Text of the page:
Alliance not only answer to business development

It's hard to get excited or alarmed about the possible demise of the Lowcountry Economic Alliance.

Based on past performance, it's unlikely many of us would notice the disappearance of this two-county operation, whose aim is to attract business prospects to this part of South Carolina.

What people in the economic development game might miss is the state funding a regional alliance can bring. The Lowcountry Economic Alliance received about $600,000 in state and matching private funding this past fiscal year.

Jasper County officials are considering pulling out of the nascent, second incarnation of this 4-year-old group. The alliance has had difficulty getting new bylaws approved by both counties; recruiting private-sector participants has been slow to start.

Jasper officials met last week with representatives of Southern Carolina Alliance, which works to attract businesses to Allendale, Bamberg, Barnwell, Colleton and Hampton counties.

If Jasper County pulls out of the local alliance, Beaufort County has a couple of choices. It could re-create its own economic development entity, perhaps a coalition that includes municipalities and private businesses. Or it, too, could join the Southern Carolina Alliance. Within any alliance, Beaufort County would have to make sure its house was in order to attract new or expanding businesses.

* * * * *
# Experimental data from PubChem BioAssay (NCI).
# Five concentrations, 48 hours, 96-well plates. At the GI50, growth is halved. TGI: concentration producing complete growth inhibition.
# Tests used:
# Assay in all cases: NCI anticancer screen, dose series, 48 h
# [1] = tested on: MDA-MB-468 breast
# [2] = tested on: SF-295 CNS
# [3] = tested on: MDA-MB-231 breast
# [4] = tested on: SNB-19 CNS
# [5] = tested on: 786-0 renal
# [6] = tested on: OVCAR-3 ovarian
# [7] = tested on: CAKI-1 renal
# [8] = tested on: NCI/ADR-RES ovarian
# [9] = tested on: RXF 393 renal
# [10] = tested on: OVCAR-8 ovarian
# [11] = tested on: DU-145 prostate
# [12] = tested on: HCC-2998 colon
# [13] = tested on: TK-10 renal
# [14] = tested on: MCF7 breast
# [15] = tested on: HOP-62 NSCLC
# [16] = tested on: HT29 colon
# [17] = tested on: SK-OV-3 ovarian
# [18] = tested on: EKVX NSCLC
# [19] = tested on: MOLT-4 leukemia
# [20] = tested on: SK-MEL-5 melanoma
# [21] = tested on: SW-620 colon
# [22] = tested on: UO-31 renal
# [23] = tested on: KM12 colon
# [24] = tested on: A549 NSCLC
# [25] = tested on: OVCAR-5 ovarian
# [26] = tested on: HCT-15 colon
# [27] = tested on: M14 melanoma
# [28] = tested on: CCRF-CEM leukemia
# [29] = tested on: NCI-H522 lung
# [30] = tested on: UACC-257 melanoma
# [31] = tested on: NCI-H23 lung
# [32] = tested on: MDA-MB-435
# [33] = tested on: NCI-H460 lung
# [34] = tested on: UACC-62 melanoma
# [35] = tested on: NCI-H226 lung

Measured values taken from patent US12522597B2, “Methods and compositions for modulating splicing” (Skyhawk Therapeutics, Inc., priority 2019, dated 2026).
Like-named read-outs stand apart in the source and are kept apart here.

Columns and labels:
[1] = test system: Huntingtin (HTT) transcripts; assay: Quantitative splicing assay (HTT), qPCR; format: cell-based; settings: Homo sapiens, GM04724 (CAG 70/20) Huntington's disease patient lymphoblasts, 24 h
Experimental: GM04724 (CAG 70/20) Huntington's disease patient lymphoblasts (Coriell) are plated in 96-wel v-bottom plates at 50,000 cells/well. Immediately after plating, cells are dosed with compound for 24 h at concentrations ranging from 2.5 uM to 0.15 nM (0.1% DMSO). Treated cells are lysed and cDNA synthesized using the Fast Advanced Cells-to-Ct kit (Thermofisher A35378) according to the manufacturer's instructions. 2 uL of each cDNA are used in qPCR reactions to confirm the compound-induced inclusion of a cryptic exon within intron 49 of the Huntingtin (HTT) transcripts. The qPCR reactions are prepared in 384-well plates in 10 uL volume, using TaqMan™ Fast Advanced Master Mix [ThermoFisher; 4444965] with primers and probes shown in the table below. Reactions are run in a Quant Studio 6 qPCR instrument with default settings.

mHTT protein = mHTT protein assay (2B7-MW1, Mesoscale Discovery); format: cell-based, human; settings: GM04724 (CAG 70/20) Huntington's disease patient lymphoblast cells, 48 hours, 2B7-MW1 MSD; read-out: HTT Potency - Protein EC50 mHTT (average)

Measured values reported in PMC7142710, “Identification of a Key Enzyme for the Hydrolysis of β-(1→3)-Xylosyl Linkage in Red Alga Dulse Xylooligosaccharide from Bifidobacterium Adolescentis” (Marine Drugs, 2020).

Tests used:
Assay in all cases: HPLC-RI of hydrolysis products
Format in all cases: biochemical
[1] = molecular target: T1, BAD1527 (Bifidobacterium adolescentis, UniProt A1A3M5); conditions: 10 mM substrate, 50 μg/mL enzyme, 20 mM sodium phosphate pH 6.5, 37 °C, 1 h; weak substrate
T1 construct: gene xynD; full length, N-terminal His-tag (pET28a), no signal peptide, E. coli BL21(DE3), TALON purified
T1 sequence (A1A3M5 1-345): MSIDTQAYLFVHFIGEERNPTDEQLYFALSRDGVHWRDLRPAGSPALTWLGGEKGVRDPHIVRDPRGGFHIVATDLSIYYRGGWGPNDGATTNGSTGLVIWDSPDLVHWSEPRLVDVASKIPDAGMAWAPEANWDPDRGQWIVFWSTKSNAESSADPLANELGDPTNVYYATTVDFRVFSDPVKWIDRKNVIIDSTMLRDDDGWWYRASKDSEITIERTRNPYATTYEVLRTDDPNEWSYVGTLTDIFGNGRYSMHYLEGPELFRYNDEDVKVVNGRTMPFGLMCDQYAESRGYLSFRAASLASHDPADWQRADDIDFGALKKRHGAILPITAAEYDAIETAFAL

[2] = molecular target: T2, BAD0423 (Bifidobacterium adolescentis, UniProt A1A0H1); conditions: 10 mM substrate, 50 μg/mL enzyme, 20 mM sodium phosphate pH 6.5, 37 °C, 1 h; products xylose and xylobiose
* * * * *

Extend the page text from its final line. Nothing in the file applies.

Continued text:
What constitutes the best economic development course for Beaufort County is not clear. For many years, we've relied on tourism and residential development to lift our fortunes, and they have had a big impact. Now, we want to branch out, but how and to what?

Perhaps Bluffton is on to something with its business incubator, which it formally opened this past week at Care Core National's headquarters in Buckwalter Place. The Don Ryan Center for Innovation is the home for four start-up firms in the digital media, biotech and nutrition sectors. The center was formed as a partnership between the town and Clemson University, which is developing at least three other incubators across the state in non-metropolian areas. Bluffton's is the first facility to open.

In addition to office space, the businesses get mentoring services and help with such tasks as developing a business model, marketing and sales. The hope is that the support will put these companies on their feet so that new enterprises can take their place in the center. The town's budget for the coming fiscal year so far includes $154,000 to pay for operations and an employee's salary at the center.

How and when this logistical and financial support translates to employment opportunities isn't spelled out, but at least it's a concrete endeavor with measurable outcomes.